Changes in Appearance That Can’t Be Predicted
Since copper has a living surface, its look evolves. Copper countertops may be protected from ageing with regular care, but this may be too much effort for some homeowners.
Copper countertops may become grimy and unappealing over time. Copper countertops that seem unclean may make you feel uneasy and like you need to clean the kitchen more often than you’d like if you want a spotless cooking space.
Copper countertops are beautiful but go through a patina process that some people find unsightly. People who are very particular about their kitchen looks could not get along with copper countertops.
DIY Copper Countertops Are Not Recommended
Copper counter installation is a sensitive process that may quickly go wrong. Hiring a professional with prior expertise in installing copper countertops is recommended.
Copper countertops are expensive, and the installation increases the cost even more. Copper countertops may not look their best if you try to install them independently due to the risk of shredding and bubbles in the copper sheet.
Copper counters are more user-friendly than stone ones since they weigh less and can be shaped using standard tools. Although copper countertops are beautiful, we wouldn’t recommend installing them yourself unless you have the expertise and are willing to risk destroying the pricey material.
DIY counters made of wood or laminate may be the ideal option due to their low cost and ease of installation. To save costs and make the process more enjoyable, you can consider alternatives to copper for your countertops.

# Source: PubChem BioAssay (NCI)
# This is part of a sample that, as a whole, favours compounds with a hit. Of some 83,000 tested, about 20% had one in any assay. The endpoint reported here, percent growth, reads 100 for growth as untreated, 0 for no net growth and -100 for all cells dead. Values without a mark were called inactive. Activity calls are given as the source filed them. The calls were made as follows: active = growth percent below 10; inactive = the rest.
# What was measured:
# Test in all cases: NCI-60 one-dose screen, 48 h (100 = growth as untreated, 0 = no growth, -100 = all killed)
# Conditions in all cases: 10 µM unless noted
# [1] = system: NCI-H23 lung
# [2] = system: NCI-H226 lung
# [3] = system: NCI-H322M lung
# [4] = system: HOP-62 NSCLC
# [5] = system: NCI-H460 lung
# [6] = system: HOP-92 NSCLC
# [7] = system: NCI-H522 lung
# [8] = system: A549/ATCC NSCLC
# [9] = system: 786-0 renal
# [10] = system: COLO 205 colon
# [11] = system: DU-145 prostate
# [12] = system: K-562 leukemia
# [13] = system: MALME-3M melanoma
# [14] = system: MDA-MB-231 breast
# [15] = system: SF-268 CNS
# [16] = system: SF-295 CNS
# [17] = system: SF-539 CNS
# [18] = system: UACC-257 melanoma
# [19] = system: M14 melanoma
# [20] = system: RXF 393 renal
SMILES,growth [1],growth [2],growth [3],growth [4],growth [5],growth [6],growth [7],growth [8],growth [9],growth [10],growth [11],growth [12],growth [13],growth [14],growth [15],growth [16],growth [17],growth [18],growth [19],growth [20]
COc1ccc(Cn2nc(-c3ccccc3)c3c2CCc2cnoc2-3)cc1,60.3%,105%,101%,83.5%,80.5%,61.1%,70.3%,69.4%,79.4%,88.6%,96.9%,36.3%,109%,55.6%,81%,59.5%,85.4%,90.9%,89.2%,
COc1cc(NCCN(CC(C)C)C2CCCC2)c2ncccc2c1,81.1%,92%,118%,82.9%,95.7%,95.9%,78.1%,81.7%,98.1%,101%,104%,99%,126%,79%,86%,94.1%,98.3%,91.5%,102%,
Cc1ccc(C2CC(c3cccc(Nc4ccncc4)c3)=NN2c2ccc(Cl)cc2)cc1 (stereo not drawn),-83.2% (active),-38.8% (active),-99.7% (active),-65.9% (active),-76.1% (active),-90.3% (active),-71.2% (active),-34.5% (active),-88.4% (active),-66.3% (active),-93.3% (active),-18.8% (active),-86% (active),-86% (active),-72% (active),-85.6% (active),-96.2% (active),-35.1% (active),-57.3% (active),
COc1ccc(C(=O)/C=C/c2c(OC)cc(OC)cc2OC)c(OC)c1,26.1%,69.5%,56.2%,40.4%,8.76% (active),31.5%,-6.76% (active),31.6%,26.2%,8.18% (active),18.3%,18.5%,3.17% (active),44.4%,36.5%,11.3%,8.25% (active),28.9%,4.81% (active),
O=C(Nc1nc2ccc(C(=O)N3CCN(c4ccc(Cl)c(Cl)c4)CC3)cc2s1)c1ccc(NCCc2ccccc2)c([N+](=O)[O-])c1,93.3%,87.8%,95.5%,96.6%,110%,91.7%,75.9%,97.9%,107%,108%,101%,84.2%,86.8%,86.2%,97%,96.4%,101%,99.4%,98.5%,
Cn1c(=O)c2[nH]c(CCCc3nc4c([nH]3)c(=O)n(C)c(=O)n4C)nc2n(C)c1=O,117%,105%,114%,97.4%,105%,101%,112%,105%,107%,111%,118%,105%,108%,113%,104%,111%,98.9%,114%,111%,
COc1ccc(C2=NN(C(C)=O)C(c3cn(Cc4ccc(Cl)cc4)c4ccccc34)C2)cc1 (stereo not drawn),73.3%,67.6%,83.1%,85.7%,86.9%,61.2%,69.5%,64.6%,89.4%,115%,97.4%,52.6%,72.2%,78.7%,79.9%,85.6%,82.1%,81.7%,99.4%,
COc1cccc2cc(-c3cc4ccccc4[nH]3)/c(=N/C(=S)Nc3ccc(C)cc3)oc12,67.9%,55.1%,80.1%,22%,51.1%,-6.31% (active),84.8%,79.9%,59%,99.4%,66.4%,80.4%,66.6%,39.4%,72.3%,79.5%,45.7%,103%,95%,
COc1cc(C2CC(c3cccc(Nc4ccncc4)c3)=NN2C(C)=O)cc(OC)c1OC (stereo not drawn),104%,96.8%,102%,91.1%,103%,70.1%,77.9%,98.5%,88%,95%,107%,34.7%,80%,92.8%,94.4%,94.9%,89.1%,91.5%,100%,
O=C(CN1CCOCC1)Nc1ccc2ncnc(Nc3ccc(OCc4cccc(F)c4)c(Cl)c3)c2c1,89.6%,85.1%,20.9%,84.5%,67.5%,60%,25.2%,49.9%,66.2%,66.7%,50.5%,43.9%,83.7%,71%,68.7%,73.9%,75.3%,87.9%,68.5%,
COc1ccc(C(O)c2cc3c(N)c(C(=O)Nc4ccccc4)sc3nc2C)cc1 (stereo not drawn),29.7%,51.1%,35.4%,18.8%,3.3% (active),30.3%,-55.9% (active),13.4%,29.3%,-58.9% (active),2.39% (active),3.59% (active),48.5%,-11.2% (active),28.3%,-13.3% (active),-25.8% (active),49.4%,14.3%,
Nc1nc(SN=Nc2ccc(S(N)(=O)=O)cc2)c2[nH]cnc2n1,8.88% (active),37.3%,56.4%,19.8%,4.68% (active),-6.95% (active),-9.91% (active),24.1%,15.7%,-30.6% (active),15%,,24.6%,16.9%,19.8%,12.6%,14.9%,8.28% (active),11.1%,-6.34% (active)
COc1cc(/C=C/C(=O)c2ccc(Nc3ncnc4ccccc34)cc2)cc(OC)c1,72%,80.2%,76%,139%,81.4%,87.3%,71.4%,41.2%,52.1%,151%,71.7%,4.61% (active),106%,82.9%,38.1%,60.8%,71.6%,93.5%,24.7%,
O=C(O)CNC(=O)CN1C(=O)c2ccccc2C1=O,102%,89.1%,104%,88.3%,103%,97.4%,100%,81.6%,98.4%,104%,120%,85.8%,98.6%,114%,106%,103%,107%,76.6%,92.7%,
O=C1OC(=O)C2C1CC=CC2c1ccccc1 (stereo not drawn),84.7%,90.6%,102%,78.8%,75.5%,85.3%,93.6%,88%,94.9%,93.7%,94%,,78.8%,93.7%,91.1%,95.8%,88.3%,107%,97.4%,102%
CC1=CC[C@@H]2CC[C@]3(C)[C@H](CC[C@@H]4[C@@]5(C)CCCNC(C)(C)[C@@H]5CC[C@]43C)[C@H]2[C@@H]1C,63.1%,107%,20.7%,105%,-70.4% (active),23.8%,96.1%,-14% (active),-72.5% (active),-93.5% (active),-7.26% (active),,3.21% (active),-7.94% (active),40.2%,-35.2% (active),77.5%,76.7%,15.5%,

Copper is not a sustainable material.
Copper is not an excellent option if you’re trying to make a sustainable and ecologically friendly product. Copper is integral to many valuable things, but a kitchen countertop is a luxury item you may decide to craft from environmentally friendly materials.
Copper may be recycled, and when it is, it can be utilized in various applications, including aircraft construction, medical gadgets, and other technological devices. Purchasing a copper countertop increases the demand for copper, increasing the price of other essentials.
You should consider the environmental effect of copper mining on which countertops to choose. Open-pit mining is the most common technique for extracting copper, but it may permanently alter significant parts of the landscape.
To put your mind at ease, selecting copper for your countertops will not harm the environment irreparably. The materials we use have consequences; we must consider those consequences and make an informed choice.
Based in Phoenix, Arizona, writer/real estate agent/investor/renovation nut Luke Miller does it all.
While growing up in Iowa, he helped his family take care of most of their own needs, so he learned how to handle anything from fixing leaky faucets and walls to changing light bulbs. He finds great satisfaction in instructing and advising his fellow do-it-yourselfers.